MEP/Structural: Get to Know Jared Higgins
Written By: Valerie Edgren
Date: January 31, 2022
Jared Higgins, PE, CEM, GGP, is a Principal and senior practice leader in Parkhill’s MEP / Structural Sector. He brings more than 18 years of experience in mechanical and energy engineering in the heating, ventilating, and air conditioning (HVAC) field. Jared also serves as a Parkhill client manager for multiple Texas state agencies. He has served as the vice president of the Association of Energy Engineers and was the inaugural columnist for energy modeling for the ASHRAE Journal. He has been recognized as a Top 40 under 40 professional by Building Design + Construction Magazine, Consulting-Specifying Engineer Magazine, and Control Engineering Magazine.
Q. What values set Parkhill apart for you - real innovation, personal ownership, engaging collaboration, deepening credibility, life balance, contagious passion, enduring relationships, inspired contribution, unassuming influence, informed insight, or humble leadership?
From my perspective, I don’t think that just one value sets Parkhill apart. I believe each person at Parkhill exhibits multiple values that comprise their character. At each phase of my career, I’ve discovered that these values shift to align with a new focus. One of the values that has become more prevalent is that of enduring relationships. I’ve forged many relationships both inside and outside of Parkhill, and it’s easy to understand why so much of our work comes from repeat clients. Our projects form partnerships that last for years, even decades, because we are aligned on a common goal.
Q. What project has given you a passion for your expertise?
With almost 20 years at Parkhill, I can’t even count the hundreds of projects I’ve touched. I’ve had the opportunity to not only work in Texas but also across the United States, Caribbean, Europe, and Asia. Many of the initial projects that I began working on at Parkhill were indoor air quality improvement projects for government-dependent schools across the country. Having the opportunity to see the conditions that some of these kids were having to attend school in, designing a mechanical system that helped improve the air quality, and then getting to go back to see the difference in atmosphere was very powerful. With today’s concern over airborne contaminants, indoor air quality is just as important now as it was when I started with Parkhill.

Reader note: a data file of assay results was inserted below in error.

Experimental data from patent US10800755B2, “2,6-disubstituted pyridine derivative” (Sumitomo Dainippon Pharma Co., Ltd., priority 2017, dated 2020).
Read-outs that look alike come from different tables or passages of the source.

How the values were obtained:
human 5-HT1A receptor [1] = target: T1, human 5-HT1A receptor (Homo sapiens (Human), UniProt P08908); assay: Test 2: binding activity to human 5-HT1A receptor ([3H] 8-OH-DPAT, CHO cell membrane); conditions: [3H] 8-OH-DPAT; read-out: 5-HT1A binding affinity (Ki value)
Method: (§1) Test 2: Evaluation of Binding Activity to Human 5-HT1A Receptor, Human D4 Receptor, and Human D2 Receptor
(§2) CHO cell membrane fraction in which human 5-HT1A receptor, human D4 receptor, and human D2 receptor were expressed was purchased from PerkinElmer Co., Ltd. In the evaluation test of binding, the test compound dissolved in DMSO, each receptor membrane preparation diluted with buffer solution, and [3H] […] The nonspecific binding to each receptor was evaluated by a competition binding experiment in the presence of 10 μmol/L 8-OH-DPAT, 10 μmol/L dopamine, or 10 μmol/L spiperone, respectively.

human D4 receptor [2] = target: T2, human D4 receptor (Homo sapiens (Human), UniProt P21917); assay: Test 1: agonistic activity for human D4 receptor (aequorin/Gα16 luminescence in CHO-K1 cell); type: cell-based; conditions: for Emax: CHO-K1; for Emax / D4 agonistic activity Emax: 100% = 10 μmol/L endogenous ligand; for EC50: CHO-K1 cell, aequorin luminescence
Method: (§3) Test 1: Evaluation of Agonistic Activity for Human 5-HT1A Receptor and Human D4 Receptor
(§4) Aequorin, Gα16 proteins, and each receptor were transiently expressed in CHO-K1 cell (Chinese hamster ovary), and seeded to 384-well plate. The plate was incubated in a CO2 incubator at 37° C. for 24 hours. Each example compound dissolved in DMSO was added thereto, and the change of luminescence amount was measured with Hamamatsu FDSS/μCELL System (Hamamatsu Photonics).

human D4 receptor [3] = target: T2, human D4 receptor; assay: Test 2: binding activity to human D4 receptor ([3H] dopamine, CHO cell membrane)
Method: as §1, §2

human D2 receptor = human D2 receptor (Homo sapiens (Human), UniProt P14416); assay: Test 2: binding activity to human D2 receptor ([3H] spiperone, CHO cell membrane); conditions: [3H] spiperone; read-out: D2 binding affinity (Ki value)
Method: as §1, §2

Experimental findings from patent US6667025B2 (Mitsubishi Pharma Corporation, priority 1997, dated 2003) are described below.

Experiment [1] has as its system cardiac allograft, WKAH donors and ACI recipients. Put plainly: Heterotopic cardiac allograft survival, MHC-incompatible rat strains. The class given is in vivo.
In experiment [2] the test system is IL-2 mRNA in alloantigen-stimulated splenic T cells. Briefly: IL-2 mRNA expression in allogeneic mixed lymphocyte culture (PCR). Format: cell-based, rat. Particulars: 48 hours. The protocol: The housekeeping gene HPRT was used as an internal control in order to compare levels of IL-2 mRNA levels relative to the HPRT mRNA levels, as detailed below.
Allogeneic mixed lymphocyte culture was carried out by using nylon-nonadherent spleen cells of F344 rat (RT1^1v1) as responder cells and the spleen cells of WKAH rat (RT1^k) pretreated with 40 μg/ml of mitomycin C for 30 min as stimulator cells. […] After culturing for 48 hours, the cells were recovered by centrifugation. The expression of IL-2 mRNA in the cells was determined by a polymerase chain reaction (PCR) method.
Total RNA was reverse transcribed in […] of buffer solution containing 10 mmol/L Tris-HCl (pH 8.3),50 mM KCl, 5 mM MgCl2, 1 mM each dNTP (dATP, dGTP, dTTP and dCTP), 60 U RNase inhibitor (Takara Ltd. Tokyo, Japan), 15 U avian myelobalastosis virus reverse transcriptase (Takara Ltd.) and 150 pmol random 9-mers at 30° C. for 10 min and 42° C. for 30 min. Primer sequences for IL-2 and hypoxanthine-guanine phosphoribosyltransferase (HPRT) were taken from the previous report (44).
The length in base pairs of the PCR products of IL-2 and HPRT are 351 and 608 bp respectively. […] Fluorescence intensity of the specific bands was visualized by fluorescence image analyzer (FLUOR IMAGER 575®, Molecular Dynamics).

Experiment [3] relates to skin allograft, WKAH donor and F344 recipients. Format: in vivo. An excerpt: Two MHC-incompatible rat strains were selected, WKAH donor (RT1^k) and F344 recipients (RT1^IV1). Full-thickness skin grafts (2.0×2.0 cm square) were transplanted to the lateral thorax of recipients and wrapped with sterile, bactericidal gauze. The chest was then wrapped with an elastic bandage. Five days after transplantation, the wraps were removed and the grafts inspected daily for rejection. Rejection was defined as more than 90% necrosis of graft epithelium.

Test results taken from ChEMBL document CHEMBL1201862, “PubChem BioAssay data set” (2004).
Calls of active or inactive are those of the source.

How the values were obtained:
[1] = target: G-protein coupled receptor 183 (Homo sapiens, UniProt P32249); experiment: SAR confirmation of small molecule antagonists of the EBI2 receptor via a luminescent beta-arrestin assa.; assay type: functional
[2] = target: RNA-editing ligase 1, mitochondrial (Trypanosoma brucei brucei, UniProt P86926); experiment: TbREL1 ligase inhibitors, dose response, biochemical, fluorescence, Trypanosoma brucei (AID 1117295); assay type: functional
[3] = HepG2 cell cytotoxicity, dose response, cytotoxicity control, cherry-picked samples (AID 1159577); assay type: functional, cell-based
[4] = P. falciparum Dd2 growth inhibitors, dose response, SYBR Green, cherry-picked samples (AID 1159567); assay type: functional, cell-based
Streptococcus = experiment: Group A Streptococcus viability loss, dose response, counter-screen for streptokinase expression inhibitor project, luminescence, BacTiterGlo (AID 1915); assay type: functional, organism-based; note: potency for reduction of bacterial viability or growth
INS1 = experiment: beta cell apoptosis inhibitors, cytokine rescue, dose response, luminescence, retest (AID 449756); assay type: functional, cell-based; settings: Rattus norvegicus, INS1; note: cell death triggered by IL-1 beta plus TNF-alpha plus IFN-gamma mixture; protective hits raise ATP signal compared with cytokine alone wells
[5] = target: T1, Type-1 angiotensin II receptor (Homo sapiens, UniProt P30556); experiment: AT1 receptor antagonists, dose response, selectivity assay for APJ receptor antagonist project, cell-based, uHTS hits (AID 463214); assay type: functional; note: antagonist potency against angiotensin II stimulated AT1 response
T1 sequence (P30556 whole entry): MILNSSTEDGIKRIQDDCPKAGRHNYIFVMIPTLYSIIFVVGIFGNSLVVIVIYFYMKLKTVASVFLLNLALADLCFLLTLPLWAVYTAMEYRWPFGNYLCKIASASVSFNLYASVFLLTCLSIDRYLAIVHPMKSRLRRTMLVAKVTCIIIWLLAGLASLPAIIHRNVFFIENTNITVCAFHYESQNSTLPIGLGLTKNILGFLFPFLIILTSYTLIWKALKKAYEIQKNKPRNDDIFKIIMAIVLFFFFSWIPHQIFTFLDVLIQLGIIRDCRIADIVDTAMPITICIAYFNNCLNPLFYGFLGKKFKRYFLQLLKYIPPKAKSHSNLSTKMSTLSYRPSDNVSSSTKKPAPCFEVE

Q. Tell us about your honors, awards, or a fascinating experience in your career.
Parkhill is very supportive of participation in professional societies, hence the value for inspired contribution. For several years, I was given the opportunity to serve on an executive committee with the Association of Energy Engineers. During this time, I was able to work with a government liaison to help shape legislation impacting energy usage for the built environment and develop education requirements for energy management and auditing for professionals accredited through the United States Department of Energy. I met with several well-known climate activists, including Alexandra Cousteau, Arnold Swarzenegger, former President Bill Clinton, Condoleezza Rice, and former President George W. Bush. Having the opportunity to hear multiple viewpoints on energy and climate issues has strengthened the need for engaging collaboration to find solutions.
Q. What do you think is the next challenge in your field?
One of the biggest challenges that we are facing is optimizing ventilation in buildings to create healthy environments while balancing energy usage. Throughout the pandemic, the need to ensure that occupied spaces have adequate fresh air has been a renewed central focus; however, that requires additional energy to provide it. In this decade, the future of reducing energy usage in buildings down to near (or even net) zero is still a focus of many end-users. Our challenge continues to be finding innovative methods to balance out both health and energy use in a variety of buildings and settings.
Q. Looking forward, where do you see your (industry or practice) going in the next 20 years?
Looking back over the past 20 years, I see that the building industry has definitely changed, but not to the level of other industries. If you compare how you use your cell phone or computer today to how you used it 20 years ago, it is radically different. I think that buildings are going to experience this level of change over the next 20 years. Historically, people had to adapt to buildings and the related systems (HVAC, lighting, etc.). With the capabilities of 5G and the rise of analytics, building control networks will start to adapt in response to people. The study of Human Building Interaction (HBI) is still in its infancy, but it’s going to be drastically different in 20 years. It’s exciting and terrifying at the same time! I can’t wait to be a part of it!